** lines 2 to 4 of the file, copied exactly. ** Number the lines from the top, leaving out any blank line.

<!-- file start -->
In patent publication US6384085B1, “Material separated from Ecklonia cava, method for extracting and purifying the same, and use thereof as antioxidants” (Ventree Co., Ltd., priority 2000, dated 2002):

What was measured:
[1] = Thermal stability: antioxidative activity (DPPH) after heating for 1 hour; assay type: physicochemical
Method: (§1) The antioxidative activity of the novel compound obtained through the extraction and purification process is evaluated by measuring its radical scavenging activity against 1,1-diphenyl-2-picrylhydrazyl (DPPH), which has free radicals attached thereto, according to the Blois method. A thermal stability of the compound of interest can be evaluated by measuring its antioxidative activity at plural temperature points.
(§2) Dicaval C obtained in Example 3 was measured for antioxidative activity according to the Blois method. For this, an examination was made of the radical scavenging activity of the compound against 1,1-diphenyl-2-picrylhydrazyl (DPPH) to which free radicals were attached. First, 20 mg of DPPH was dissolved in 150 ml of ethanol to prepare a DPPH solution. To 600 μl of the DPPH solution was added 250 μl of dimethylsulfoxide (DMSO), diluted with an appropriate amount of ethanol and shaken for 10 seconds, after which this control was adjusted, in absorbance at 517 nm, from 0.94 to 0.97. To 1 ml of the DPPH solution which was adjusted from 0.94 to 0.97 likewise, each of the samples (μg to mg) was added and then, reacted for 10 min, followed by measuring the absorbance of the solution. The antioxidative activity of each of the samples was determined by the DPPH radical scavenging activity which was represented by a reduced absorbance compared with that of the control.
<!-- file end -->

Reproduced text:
What was measured:
[1] = Thermal stability: antioxidative activity (DPPH) after heating for 1 hour; assay type: physicochemical
Method: (§1) The antioxidative activity of the novel compound obtained through the extraction and purification process is evaluated by measuring its radical scavenging activity against 1,1-diphenyl-2-picrylhydrazyl (DPPH), which has free radicals attached thereto, according to the Blois method. A thermal stability of the compound of interest can be evaluated by measuring its antioxidative activity at plural temperature points.